The Tudor Society
  • 26 January

    In today’s “on this day in Tudor history”, we go back to 1554, where trouble was brewing for both Mary I and her half-sister, Elizabeth.

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  • 18 October 1555 – Elizabeth is free to go to Hatfield

    hatfieldhouseoldpalaceOn this day in history, the 18th October 1555, Elizabeth, daughter of Henry VIII and Anne Boleyn, finally received permission from her half-sister, Mary I, to leave court and travel to her own estate at Hatfield, rather than return to house arrest in Woodstock.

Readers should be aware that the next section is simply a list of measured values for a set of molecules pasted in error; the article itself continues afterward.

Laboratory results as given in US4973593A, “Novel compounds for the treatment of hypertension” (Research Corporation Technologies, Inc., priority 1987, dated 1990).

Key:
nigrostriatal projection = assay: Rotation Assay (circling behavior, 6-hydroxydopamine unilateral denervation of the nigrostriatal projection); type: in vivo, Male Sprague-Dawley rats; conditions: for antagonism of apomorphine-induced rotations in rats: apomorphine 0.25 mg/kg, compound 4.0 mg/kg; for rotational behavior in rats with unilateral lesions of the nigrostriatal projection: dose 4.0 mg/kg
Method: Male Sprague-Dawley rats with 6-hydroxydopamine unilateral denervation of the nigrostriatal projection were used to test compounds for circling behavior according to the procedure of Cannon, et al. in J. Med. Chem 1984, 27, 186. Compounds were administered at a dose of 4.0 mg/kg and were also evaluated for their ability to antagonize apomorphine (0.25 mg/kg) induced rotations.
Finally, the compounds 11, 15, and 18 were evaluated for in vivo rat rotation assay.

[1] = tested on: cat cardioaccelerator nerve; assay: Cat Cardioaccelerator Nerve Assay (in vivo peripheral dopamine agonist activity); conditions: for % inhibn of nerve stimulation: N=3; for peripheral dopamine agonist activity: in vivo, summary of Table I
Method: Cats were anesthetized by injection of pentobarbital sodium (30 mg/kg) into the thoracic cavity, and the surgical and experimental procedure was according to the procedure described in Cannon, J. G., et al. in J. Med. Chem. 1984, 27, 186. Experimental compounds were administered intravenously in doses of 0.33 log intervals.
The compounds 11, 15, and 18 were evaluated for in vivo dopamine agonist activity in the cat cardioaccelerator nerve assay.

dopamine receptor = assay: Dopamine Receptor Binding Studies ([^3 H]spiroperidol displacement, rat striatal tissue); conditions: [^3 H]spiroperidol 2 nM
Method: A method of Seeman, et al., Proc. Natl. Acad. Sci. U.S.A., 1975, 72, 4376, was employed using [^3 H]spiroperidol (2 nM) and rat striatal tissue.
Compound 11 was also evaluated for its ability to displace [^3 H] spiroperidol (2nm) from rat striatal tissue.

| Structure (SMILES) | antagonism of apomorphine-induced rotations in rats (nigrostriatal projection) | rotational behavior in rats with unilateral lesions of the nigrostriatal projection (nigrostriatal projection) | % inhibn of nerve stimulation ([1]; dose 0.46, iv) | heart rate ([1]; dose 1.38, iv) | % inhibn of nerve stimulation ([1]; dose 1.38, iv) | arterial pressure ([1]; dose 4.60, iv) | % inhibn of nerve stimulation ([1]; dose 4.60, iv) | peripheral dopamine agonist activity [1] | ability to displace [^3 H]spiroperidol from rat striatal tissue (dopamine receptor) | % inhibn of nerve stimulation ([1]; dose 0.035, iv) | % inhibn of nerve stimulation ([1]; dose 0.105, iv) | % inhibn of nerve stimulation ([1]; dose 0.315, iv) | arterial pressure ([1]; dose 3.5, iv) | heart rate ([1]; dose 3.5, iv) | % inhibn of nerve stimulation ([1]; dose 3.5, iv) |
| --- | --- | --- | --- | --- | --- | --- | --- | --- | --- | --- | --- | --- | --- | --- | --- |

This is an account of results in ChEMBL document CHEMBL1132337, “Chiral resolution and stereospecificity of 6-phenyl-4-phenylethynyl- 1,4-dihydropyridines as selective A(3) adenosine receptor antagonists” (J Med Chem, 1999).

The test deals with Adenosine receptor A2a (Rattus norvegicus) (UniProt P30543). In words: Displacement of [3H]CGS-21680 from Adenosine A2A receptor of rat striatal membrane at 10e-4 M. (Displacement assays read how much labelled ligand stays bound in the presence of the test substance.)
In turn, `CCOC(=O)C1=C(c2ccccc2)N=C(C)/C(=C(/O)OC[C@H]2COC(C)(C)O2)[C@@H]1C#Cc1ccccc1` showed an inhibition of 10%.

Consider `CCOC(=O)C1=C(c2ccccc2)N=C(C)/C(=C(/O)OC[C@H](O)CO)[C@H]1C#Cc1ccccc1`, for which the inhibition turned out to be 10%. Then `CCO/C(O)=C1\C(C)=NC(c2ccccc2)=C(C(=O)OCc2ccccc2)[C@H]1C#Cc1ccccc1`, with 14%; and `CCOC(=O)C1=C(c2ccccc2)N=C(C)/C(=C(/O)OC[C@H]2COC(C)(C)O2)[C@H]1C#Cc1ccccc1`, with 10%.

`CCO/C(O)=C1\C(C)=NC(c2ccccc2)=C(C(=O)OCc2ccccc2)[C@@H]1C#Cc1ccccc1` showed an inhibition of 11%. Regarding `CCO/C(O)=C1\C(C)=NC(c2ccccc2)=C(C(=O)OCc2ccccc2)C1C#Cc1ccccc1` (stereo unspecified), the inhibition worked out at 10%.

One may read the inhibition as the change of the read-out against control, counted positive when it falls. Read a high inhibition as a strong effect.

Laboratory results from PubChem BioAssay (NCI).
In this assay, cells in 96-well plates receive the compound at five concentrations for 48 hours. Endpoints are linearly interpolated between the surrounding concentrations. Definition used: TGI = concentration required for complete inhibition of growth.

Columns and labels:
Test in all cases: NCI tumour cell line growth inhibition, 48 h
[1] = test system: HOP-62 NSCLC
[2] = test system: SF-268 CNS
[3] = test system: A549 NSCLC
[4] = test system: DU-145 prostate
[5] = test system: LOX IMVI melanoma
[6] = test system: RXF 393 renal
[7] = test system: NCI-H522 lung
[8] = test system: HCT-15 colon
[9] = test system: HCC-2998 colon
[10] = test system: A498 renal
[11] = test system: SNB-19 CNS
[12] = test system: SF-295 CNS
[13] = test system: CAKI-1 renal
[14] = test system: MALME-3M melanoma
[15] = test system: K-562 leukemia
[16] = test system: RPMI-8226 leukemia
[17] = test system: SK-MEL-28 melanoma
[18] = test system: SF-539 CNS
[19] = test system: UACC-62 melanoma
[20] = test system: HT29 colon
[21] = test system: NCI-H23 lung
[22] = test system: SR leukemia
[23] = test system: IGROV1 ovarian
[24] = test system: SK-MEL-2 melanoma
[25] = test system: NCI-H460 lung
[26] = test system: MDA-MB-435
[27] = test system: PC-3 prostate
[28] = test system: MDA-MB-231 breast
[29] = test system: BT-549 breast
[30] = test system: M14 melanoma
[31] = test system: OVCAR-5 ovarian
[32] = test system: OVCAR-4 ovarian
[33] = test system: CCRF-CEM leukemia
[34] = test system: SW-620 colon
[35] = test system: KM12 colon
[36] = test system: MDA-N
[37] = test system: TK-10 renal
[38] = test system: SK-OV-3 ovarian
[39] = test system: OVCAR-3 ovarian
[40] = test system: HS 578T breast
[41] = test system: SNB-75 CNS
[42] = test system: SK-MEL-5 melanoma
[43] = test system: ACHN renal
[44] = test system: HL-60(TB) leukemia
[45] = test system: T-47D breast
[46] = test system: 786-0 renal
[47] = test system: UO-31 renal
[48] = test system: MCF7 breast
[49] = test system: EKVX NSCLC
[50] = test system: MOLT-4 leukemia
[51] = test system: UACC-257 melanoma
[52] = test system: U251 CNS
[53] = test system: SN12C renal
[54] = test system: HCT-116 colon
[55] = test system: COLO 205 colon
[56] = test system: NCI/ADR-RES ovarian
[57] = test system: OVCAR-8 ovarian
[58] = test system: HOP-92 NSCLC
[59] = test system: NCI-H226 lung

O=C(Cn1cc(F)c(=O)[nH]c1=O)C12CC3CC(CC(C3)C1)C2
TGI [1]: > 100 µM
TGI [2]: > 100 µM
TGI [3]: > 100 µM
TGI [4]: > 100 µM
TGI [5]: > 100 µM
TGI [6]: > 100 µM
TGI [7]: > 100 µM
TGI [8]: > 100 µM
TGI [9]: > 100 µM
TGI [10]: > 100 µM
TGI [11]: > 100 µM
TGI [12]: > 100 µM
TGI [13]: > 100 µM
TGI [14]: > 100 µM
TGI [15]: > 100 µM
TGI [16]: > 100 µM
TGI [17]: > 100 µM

Elizabeth, the future Elizabeth I, had been treated with suspicion by Mary and her council since Wyatt's Revolt in early 1554. David Starkey says of the Revolt: "The rebellion of 1554 - known from the leader of its most important sector as Wyatt's Revolt - brought Elizabeth to her nadir. It led to the most dangerous and difficult time of her life when she feared imminent execution or murder. She even expressed a preference as to how she should die: like her mother, by the sword, rather than by the axe."1
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